In 2014, the FAO questioned why no new insecticides had been sufficiently tested to confirm effective dose rates against locusts. “[Locust control operation] is a relatively small and unpredictable market. Companies will not invest in developing new chemicals, so basically we are stuck with what we have,” Davis said.
Will recent controversies over chlorpyrifos and organophosphates make a difference? In 2015, the PRG already warned that “organophosphate insecticides have globally come under heightened regulatory scrutiny because of health and environmental risks. Their use in locust control may be restricted in the near future.” Such restrictions will come too late for those affected by the recent mass spraying in East Africa.
A New Locust Wave Looms
“Good progress has been achieved” against the locusts, according to the FAO. The heavy use of toxic pesticides, combined with forecasts for below-normal rainfall, is likely to bring the threat down in the coming months.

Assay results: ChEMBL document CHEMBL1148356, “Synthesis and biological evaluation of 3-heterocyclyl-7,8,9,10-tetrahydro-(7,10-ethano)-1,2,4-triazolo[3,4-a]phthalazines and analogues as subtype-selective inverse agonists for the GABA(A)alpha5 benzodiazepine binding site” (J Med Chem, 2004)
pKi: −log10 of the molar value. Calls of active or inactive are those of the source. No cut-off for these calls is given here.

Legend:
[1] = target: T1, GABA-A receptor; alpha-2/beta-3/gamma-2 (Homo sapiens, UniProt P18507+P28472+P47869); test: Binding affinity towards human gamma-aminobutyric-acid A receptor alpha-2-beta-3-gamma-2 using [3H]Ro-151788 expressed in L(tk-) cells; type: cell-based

But the respite may not last. Heavy rains could fuel a third wave of infestation, while conflicts in Yemen, Somalia and northern Ethiopia complicate spraying operations. COVID-19, which already hampered the response in 2020, further adds to the challenge.
“Globally, more than 2.8 million hectares [6.9 million acres] were treated in 2020,” Keith Cressman, the FAO’s senior locust forecasting officer, said in a recent podcast published by the organiSation. “The problem is that the weather continues to favour the locusts.”
Warming seas mean stronger and more frequent cyclones, more rain and favourable conditions for locust breeding. With climate change making locust-friendly weather increasingly likely, relying on harmful pesticides could prove unsustainable in the long run. By strengthening locusts’ resistance to pesticides and killing their natural predators, the use of toxic pesticides could even worsen the next crisis.
Featured image by: Flickr
This article was originally published on Mongabay, written by Leopold Salzenstein, and is republished here as part of an editorial partnership with Earth.Org.